Wednesday, 05 October 2011 11:32

Writing-on-stone to nearly double in size

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By Jamie Woodford
Milk River
Writing-On-Stone Provincial Park is expanding its property to protect even more of the hoodoo-laden parkland that contains ancient Blackfoot rock art.
The historic attraction will add 1,000 hectares to the current 1,700 hectares that have been protected since 1977.

The exact location of the new land has not been released, but Minister of Tourism, Parks and Recreation Cindy Ady said it is located near the Milk River.

“What we’re protecting is a big piece of history,” she said. “Those carvings in rock tell an early history of hundreds of years ago, and so that’s why we think it’s important to protect it and to have it a part of our park system because once that’s gone — it’s gone.”

The property was offered by an area landowner, said Ady, adding the ministry often gets offers for various plots of land, “but this one scaled up to that level.”

“It’s fairly significant when you think about the land and it preserves forever,” she said. “(It’s) our opportunity to make sure that those kinds of things are taken care of into the future.”

The minister recalled her first visit to the site, describing the view as a “gasper.”

“The first time I stood above it and looked down I went ‘Wow! Who knew we had this?’” she said. “It’s very different than other regions in the province. It’s very unique ... It’s a very special place in the world.”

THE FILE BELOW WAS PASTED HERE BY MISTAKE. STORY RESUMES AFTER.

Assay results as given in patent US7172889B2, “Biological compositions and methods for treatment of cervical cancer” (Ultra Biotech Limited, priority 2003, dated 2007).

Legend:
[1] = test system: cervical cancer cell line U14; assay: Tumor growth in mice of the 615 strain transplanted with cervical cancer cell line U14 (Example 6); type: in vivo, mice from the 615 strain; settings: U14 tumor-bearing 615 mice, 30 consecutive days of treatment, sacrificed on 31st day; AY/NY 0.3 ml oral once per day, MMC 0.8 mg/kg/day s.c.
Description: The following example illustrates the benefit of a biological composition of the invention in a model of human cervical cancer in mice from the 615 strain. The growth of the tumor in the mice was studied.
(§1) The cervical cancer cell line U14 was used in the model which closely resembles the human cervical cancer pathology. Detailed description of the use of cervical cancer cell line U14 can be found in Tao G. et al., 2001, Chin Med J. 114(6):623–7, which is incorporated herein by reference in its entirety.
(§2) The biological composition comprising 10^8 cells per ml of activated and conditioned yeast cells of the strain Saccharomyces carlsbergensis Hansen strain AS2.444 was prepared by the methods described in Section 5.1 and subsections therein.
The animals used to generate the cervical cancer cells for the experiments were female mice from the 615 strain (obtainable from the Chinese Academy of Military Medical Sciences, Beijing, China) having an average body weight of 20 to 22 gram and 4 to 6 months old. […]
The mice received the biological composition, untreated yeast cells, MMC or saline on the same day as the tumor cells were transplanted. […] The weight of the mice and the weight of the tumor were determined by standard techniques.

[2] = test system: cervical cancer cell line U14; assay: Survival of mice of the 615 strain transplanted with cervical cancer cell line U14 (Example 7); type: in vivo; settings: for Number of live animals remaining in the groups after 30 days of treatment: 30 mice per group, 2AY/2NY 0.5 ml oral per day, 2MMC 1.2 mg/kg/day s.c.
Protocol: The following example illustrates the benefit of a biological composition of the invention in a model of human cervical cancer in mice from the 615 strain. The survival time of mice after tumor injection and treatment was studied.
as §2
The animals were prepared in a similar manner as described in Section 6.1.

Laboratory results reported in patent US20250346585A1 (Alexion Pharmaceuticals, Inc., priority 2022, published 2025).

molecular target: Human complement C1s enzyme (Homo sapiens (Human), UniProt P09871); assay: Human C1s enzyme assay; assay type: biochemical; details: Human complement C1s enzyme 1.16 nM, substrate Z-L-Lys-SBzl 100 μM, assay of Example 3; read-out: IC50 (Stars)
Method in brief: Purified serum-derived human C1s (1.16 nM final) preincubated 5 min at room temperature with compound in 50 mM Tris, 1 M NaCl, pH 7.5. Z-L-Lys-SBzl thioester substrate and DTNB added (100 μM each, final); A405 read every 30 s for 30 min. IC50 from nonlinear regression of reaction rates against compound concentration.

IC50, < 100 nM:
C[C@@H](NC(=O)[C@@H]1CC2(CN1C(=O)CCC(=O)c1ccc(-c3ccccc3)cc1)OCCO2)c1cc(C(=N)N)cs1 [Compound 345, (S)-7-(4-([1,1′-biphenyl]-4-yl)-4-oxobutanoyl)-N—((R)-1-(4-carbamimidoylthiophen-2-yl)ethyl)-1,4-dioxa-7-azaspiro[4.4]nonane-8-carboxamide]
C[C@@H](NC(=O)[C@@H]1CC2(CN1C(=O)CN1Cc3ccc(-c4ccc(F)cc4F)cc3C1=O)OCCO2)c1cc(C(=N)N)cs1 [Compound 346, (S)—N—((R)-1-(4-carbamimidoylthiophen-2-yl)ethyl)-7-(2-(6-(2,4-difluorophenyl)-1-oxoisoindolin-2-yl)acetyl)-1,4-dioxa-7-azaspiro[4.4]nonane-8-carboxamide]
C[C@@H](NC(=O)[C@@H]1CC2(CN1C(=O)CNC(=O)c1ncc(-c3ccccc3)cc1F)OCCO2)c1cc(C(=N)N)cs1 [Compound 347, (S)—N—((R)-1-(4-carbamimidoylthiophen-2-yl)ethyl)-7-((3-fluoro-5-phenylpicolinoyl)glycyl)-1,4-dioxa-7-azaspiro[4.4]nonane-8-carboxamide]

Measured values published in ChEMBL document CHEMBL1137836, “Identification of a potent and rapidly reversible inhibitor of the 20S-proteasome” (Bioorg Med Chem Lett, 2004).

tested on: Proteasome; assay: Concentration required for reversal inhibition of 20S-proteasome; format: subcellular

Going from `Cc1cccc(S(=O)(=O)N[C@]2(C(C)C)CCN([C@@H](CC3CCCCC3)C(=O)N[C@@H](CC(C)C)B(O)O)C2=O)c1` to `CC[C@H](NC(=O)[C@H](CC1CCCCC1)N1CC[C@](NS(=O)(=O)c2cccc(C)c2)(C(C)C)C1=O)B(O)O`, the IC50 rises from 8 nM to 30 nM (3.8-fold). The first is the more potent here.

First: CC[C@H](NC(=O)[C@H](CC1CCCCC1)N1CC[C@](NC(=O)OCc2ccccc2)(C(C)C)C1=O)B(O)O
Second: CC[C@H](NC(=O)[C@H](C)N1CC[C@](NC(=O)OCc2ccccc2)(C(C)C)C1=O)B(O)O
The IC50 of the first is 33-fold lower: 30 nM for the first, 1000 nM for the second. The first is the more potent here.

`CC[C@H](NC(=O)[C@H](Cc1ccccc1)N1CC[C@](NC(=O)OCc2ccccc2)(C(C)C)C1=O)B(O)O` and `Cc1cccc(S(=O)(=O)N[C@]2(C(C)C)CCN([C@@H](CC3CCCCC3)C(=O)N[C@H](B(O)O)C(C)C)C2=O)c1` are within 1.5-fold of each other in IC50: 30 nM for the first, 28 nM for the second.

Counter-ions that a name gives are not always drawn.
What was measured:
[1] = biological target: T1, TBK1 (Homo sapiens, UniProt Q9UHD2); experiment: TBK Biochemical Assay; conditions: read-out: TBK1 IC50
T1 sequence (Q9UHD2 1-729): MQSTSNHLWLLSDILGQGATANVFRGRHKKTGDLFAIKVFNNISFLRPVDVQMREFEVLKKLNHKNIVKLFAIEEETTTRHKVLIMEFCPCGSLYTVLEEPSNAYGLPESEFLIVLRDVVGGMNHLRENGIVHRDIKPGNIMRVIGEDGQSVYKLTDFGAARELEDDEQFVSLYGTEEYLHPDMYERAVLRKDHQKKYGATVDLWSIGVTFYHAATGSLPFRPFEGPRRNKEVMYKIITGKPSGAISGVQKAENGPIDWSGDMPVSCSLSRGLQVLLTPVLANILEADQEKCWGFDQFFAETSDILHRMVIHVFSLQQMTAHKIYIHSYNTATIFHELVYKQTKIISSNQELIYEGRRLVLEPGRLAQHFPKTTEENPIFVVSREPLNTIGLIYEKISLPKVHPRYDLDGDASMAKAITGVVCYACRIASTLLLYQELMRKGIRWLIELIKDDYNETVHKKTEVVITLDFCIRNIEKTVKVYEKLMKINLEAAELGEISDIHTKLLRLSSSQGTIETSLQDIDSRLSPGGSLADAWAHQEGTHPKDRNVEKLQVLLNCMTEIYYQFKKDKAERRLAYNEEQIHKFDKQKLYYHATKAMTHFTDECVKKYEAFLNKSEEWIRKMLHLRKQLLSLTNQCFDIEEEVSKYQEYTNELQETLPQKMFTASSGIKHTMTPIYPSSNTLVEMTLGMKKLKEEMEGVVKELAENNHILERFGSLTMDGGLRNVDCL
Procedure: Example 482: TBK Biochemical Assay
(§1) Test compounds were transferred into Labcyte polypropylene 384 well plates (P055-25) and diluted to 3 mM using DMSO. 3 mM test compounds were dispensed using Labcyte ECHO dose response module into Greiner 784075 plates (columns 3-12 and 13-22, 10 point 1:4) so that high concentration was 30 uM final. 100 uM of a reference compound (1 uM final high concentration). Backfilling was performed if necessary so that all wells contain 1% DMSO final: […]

A team of archaeologists led by Jack Brink of the Royal Alberta Museum will assess the rock carvings on the new land.

Meantime, Writing-On-Stone has been nominated for a UNESCO World Heritage Site designation for its ancient sandstone petroglyphs and pictographs, but it is not known when it might be bestowed — if at all.

It’s an ongoing process, said Ady, noting the ministry is working with the local Blackfoot nation and federal government.

“The people in the area have to be a part of that decision-making process, as well, and it’s a fairly involved process.”

If granted the designation, the park would join other world heritage sites in southern Alberta including Head-Smashed-In Buffalo Jump, Dinosaur Provincial Park and Waterton-Glacier International Peace Park.

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